And you’re right that organizational culture has to do a lot with this. And there are some organizations which are very good at attracting people who want to listen, read and learn and aren’t lazy.

  • Flavius Stef May 21, 2010, 4:41 am

    So I went through the thread you suggested, and I feel that the general opinion about developers’ attitude is rather derogatory. I can’t feel but think that maybe, in a way, it isn’t the leader’s fault that people arrived in that state.

    I’ve felt the same pain you mention for a while. But lately, I’ve been employing a strategy by which I am constantly recognizing efforts directed towards learning. The trick is that I have a couple of persons in my team that are really driven by the desire to learn, and they set a positive example. The others, while previously uninterested in learning, seem to be changing their attitude in order for them to be able to participate in our discussions related to the new techniques/tools/methods.

    You will always find people that are reluctant to learning new stuff, especially one that they do not deem necessary. They will invoke lack of time. It is our job as leaders to also be facilitators, to negotiate time for learning with management. On the other hand, peer pressure (“everyone but me knows that topic”) is a powerful motivator.

    One last point: learning should be a tool, not a goal. You learn X so that you can do Y better. I think the key is finding a way to explain how learning X will make the developer’s life easier. Couple this with learning time facilitation and peer pressure and I think you have a few means to instigate learning.

    This animation (http://www.youtube.com/watch?v=u6XAPnuFjJc) based on Dan Pink’s presentation of Drive (http://www.amazon.com/Drive-Surprising-Truth-About-Motivates/dp/1594488843/ref=sr_1_1?ie=UTF8&s=books&qid=1274441953&sr=8-1) might provide more insight about what really motivates us.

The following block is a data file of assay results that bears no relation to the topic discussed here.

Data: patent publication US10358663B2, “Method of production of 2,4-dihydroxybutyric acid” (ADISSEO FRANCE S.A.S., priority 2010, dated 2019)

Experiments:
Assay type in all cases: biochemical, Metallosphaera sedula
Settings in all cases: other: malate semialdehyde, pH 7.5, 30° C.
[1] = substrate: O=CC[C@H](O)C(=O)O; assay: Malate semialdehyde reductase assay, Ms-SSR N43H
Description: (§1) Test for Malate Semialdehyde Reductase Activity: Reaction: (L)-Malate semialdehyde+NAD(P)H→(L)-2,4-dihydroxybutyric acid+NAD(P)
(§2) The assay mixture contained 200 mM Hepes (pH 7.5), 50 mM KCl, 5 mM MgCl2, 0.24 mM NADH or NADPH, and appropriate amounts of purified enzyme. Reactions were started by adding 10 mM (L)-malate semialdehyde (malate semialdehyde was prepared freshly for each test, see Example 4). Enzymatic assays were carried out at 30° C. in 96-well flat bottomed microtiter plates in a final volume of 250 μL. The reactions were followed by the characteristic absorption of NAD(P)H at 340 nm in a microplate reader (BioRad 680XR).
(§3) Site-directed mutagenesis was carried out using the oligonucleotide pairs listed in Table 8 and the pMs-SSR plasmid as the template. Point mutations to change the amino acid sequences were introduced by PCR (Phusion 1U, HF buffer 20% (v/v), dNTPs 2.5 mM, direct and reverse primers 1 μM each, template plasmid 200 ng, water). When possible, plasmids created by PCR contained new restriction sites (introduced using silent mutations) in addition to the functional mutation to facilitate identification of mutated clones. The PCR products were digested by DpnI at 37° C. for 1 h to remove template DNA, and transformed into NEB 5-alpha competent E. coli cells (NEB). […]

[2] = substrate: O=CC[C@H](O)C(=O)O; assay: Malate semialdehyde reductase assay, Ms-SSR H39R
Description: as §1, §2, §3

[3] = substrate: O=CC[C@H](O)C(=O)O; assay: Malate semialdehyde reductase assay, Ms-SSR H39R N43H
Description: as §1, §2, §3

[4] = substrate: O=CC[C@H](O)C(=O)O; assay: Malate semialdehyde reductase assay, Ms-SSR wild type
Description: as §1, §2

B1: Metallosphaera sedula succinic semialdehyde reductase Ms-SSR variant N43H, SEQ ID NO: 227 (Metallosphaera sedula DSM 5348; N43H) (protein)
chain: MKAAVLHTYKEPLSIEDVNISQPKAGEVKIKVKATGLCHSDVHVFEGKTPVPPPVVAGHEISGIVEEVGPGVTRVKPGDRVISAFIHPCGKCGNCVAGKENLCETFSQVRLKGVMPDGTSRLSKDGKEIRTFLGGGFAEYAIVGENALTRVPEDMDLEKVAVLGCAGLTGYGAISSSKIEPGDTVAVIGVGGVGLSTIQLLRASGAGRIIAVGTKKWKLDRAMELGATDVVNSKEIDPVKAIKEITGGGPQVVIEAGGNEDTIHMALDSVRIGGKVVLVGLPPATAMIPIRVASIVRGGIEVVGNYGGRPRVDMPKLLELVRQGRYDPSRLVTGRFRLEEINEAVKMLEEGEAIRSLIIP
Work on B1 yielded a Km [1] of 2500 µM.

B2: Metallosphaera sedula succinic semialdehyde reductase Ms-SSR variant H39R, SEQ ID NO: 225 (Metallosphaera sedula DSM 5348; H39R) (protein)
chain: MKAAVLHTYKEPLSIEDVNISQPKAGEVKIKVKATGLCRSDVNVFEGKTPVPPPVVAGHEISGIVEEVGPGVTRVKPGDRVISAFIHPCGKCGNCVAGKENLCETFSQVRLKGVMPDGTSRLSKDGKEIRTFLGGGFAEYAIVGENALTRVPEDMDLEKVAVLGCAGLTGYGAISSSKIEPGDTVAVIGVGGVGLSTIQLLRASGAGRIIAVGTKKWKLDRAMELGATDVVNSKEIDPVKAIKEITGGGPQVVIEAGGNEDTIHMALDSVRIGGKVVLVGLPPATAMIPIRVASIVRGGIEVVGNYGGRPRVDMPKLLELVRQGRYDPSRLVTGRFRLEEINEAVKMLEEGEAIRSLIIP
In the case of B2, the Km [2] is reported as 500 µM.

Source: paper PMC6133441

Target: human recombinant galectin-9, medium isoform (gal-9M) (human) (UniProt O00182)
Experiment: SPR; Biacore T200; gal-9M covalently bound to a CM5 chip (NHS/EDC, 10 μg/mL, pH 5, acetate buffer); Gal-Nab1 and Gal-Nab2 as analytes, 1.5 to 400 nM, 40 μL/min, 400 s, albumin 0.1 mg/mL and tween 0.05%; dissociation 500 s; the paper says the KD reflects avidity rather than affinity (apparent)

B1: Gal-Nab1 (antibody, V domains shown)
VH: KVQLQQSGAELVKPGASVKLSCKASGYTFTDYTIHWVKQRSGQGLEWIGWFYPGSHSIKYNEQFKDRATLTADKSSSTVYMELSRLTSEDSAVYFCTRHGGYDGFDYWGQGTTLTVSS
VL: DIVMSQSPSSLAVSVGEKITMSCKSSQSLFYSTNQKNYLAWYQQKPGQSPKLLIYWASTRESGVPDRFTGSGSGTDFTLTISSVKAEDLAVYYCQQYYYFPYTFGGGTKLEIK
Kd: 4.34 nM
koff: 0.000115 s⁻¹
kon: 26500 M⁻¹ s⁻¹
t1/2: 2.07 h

• aiur2010 May 21, 2010, 9:27 am

    I agree with sammy. Sometimes, the problem is people have too many things in their hands and they don’t know how to manage them. A true leader should be able to give realistic goals for his team. Keep the communication open. In my case, keeping communication open is the key to make the team perform. I use Clutterpad to communicate and collaborate with the members of my team. Check clutterpad out. I love it!

  • Tapan Karecha May 21, 2010, 10:19 am

    People may be lazy. People may not read. But that should not (and mostly it does not) stop someone from writing. Even if one other person finds value in a written artifact, the writer’s effort is worth it.

  • Jeff May 21, 2010, 1:27 pm

    It’s not that people are lazy or not. It’s more of a continuum – how often is someone lazy? The antithesis of laziness is passion, and that’s how we fight laziness. We continue to learn and share passionately and hope that our peers catch the same bug. Both passion and laziness are contagious, so the end goal is always to have more passion than laziness around you so you and your team are always on an upwards curve, or at worst, a short flattening out.

  • Scott Berkun May 21, 2010, 5:02 pm

    I agree people are lazy – but I’m not sure we’re much different from any other species. For lots of animals, if they have enough to eat and don’t have to run for their lives, they’ll tend not to do very much either. Liking the status-quo is an evolutionary advantage much of the time.

    But while I do think people are lazy, I also think they can rally together to do amazing things. They have to be led well, be given a vision, and some sense of where to go, but when it happens its amazing.

    And the rub is you can’t always tell who is being lazy, and who is just waiting for the right moment to step forward.

  • Craig May 22, 2010, 1:36 am


    You are an optimist. That’s why you get frustrated :)

  • Pawel Brodzinski May 22, 2010, 2:01 am


    I’m yet to see a self-learner who was so much overloaded with work that they stopped learning at all in the long run. Yes, it happens sometimes we need to take extra effort to complete some task and we cut out virtually every single thing which doesn’t help us in achieving the goal. But then we must slow down thus we have our time for learning back.

    You can’t complete a marathon at pace you complete sprint. You either slow down or you don’t complete marathon at all.

  • Pawel Brodzinski May 22, 2010, 2:01 am


    You’re right. That’s why I’m going to write the article for intranet site after all.

  • Pawel Brodzinski May 22, 2010, 2:16 am


    An interesting observation (as always). Having, or not having, the right stimulator at any given moment may result in different attitude – at times you can be very active and at times you can appear as bored.

    However if people tend to be active sometimes, I don’t consider them as lazy. That may be a view of the world which is easy to accept for me because I tend to be lazy at times but usually I try to do different things, including learning, reading and (hopefully) listening too.